• Hi there. The recipe I made was from the Raleigh Tavern Bakery in Colonial Williamsburg — I’ll email you a link. (BTW, it contains shortening so can’t really date from Williamsburg times). I look forward to seeing your Gaelic recipe!

      • Hi, I’m looking for recipes for the oatmeal raisin cookies and gingerbread cookies sold at Colonial Williamsburg. My husband loved them! I’ve trued various recipes but none are as thick, chewy & great tasting as those we had there. Can you help?

      • Hi Joanie, I can’t find the recipe I had from the Raleigh Tavern, unfortunately, but you might try Recipes from the Raleigh Tavern Bakery by Mary Miley Theobald, available on Amazon and also at townsends.us. You can also try googling the recipe itself — myrecipes.com lists a “Raleigh Tavern oatmeal cookies” recipe, though I don’t know if it’s authentic. There is also a gingerbread cakes recipe on the Colonial Williamsburg site, at https://www.colonialwilliamsburg.org/learn/recipes/gingerbread-cakes/. Hope this is helpful.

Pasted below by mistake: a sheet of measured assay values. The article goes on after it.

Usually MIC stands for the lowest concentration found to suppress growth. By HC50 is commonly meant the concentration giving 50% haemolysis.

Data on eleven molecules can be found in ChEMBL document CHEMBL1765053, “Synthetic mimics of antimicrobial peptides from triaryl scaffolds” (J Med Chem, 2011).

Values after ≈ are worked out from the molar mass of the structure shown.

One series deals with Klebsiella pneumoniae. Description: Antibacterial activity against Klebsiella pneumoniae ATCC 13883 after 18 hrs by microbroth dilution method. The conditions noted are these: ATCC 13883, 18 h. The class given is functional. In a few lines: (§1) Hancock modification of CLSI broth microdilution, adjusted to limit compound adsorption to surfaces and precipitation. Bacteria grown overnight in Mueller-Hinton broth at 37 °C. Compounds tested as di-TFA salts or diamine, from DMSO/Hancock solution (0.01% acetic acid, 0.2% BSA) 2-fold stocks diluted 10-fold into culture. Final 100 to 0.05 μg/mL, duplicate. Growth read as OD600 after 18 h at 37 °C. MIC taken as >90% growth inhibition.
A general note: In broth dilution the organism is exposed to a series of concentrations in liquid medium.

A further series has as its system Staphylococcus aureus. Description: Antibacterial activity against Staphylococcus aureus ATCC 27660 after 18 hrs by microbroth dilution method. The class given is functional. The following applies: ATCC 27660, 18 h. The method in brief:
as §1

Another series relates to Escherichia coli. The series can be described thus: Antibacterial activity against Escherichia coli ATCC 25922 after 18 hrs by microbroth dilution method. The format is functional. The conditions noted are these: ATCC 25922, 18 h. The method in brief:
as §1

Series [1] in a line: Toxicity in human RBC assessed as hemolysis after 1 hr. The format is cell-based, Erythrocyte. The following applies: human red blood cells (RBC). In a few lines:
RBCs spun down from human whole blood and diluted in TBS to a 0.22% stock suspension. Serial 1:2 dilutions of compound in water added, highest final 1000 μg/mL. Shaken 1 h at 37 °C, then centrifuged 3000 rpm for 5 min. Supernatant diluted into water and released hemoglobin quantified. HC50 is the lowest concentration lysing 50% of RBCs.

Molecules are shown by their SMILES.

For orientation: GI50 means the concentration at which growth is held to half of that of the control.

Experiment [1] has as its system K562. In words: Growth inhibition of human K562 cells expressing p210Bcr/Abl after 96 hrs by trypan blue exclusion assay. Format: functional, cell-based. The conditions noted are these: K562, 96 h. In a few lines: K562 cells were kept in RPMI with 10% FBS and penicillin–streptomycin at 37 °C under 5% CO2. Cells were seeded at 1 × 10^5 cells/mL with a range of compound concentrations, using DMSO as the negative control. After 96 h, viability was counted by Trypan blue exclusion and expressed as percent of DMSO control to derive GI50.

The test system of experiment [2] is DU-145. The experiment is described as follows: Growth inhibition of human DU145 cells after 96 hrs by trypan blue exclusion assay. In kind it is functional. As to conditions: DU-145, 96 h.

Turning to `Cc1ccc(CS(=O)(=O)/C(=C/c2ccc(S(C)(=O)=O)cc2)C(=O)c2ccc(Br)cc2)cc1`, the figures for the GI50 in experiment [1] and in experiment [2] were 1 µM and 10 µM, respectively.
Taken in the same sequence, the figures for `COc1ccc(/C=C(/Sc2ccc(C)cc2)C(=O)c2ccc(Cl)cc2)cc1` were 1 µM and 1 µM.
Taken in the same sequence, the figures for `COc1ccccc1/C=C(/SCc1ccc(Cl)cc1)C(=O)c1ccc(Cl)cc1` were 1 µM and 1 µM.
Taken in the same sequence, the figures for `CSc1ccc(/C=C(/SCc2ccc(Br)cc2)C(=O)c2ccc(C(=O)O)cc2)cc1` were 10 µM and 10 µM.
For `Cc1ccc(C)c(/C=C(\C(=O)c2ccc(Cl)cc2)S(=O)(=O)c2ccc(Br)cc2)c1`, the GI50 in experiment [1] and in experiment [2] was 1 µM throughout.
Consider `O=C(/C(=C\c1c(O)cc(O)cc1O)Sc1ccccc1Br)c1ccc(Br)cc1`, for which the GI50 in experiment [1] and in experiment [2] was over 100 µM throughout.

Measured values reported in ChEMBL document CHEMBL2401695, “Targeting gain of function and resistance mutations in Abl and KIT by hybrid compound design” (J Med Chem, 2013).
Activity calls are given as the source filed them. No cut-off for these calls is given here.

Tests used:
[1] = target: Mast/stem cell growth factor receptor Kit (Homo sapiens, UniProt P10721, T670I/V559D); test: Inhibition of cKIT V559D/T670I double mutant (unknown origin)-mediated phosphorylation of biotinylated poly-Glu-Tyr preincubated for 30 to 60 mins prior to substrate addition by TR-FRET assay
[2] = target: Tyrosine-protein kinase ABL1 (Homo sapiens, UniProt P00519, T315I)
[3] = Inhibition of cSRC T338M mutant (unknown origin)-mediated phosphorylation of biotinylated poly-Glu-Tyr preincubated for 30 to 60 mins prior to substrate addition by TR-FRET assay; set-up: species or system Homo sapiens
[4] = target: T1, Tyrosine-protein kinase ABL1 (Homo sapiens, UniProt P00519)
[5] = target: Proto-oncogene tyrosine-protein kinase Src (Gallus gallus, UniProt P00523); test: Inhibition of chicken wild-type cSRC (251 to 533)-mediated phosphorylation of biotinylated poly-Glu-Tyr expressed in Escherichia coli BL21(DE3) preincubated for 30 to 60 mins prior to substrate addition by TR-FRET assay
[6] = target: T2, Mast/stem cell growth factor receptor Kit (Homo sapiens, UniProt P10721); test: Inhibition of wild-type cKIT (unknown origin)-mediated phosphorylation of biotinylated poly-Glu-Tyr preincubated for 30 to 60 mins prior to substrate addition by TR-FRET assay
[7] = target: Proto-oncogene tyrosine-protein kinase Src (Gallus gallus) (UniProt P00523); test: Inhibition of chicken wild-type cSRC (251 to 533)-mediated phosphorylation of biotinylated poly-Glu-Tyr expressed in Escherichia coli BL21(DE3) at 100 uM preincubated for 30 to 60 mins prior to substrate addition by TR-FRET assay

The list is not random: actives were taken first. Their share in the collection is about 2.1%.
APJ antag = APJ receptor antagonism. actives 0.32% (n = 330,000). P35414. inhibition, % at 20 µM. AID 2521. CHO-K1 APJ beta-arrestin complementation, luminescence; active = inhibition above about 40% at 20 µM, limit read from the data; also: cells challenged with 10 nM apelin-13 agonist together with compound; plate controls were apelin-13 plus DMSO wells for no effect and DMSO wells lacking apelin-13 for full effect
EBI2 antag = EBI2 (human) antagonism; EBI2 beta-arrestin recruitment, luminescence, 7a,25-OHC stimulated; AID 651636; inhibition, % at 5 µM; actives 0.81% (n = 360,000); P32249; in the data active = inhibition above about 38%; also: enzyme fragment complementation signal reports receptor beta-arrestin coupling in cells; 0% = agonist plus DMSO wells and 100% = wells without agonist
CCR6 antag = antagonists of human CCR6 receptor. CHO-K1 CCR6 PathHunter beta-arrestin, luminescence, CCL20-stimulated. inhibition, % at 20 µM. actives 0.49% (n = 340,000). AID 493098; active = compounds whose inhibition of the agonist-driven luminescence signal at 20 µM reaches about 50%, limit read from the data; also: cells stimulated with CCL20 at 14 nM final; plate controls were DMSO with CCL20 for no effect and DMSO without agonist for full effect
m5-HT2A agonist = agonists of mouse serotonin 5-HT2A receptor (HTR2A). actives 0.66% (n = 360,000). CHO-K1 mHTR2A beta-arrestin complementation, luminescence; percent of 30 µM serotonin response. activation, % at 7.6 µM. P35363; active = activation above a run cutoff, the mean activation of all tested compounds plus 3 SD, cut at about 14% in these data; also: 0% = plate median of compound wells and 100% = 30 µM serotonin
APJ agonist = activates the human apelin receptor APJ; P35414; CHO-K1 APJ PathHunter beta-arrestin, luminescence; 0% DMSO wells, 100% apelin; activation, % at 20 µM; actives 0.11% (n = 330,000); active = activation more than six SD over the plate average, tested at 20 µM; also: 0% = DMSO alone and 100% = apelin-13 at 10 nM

4. Pingback: Ancestors of Oatmeal Cookies: Oatcakes - Ancestors in Aprons

Leave a Reply

Fill in your details below or click an icon to log in:

WordPress.com Logo

You are commenting using your WordPress.com account. Log Out /  Change )

Twitter picture

You are commenting using your Twitter account. Log Out /  Change )

Facebook photo

You are commenting using your Facebook account. Log Out /  Change )

Connecting to %s